Potential anthropogenic and biophysical explanatory vari- ables of landslide occurrence have been selected based on lit- erature and data availability. The following explanatory vari- ables were included in the analyses: slope, distance to water- course, distance to path, curvature and different trajectories of land cover change. The first three variables are quantita- tive, while the two last ones are qualitative variables com- posed of respectively three and five classes (Table 1). All our data are spaced in maps in a grid-cell mapping unit, as it is very common nowadays with GIS utilisation (Guzzetti et al., 1999). The GIS grid-data has been transformed into a matrix format: an attribute table in which the lines corre- spond with the 20 m resolution pixels of the catchment and the columns with the 11 potential explanatory variables. A similar attribute table was made for the landslide invento- ries. In order to avoid auto-correlation, we represented every landslide by one grid-cell (pixel) located in the centre of the shear plane. For the logistic regressions, one matrix was es- tablished including the matrix of GIS grid-data and spatial in- formation on the observed landslide occurrence in the catch- ment. For all grid-cells, the value of a dichotomous depen- dent variable landslide indicates the presence (landslide = 1) or absence (landslide = 0) of a landslide. The matrices were imported in R software for the probabilistic and statistical analyses.
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Results: Nearly one quarter of patients with diabetes (21.7 %) lived alone. Diabetic patients were more sedentary ( p = .033) than non-diabetic patients. Roughly one sixth (15.3 %) of the diabetics and 10.1 % of the non-diabetics were depressed ( p = .332). CI was present in 26.1 % of the diabetics and 14.5 % of non-diabetics ( p = .029). Diabetic patients had a MMSE score that was significantly worse than non-diabetics (24.88 ± 4.74 vs 26.05 ± 4.03; p <.05), but no differences were found in the Seven Minute Screen Test. Logistic regressions revealed that the presence of diabetes was independently associated with CI (adjusted for age, gender, years of education, sedentary lifestyle, body mass index, diastolic blood pressure, cholesterol, and depression (OR = 2.940, p = .013). Patients with diabetes showed greater dependence, as measured by the Barthel Index ( p = .03) and Lawton-Brody Index ( p <.01). Nevertheless, when dependence (dependence or not dependence for each questionnaire) used as a dependent variable in the logistic regression analyses, no significant association with diabetes was found, after adjusting for confounding variables.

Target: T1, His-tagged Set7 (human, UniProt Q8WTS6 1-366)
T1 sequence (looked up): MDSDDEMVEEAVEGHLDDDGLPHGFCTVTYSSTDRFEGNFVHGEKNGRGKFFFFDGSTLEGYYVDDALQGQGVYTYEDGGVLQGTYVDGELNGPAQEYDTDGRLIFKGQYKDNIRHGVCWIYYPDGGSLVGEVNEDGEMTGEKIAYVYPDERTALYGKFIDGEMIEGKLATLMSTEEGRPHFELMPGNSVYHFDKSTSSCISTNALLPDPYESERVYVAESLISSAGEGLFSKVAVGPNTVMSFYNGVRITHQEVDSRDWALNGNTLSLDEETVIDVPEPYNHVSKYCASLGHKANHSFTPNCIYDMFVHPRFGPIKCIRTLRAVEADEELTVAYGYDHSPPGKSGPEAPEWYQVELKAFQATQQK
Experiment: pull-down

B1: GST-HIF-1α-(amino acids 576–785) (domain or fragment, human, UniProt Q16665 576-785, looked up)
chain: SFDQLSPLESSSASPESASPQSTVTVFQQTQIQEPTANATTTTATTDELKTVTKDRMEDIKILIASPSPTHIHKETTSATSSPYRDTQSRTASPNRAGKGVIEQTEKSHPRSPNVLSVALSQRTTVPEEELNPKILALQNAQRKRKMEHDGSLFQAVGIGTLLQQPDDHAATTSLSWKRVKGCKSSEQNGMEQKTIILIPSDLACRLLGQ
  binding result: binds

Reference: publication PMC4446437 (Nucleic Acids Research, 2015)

The first set of analyses addressed the question of whether the interventions were associated with reports of help seeking. It consisted of a series of separate logistic regres- sions assessing the impact of BluePages compared to the control condition, and BluePages compared to the MoodGYM site on help seeking for each of the specific treatments used (e.g., antidepressant medication). A sec- ond analysis assessed the effect of these the two interven- tions and the control condition on help seeking from different sources of help (professionals/family). A further set of four linear regressions examined whether those in the BluePages intervention compared to the two other interventions used different categories of treatments. BluePages was selected as the comparison condition in preference to the control condition because we hypothe- sized it would lead to greater help seeking for evidence- based treatments than the other two conditions. Supple- mentary analyses addressed the question of whether the reported seeking of help from a specific treatment or source was associated with a reduction in depressive symptoms. Separate linear regressions were used to exam- ine the reported use of each specific treatment and its association with depression (CES-D scores) at post inter- vention and at six months. A further four linear regres- sions examined whether the category types of treatment predicted depression. A second set of supplementary anal- yses investigated the relationship between the severity of depression and the reported uptake of specific treatments or sources, controlling for intervention type. A series of separate logistic regressions were used to assess the effect of the severity of depression (CES-D scores) at pre-inter- vention on the use of each treatment. Four linear regres- sions were used to examine the impact of depression on the number of every day, complementary, dietary and professional treatments used. No formal adjustment was undertaken for the number of comparisons that were tested. However, the majority of effects reported would remain significant even if correct using a extremely con- servative approach such as the Bonferroni method. Never- theless, the possibility of inflated Type I error arising from evaluating multiple treatments should be borne in mind. Results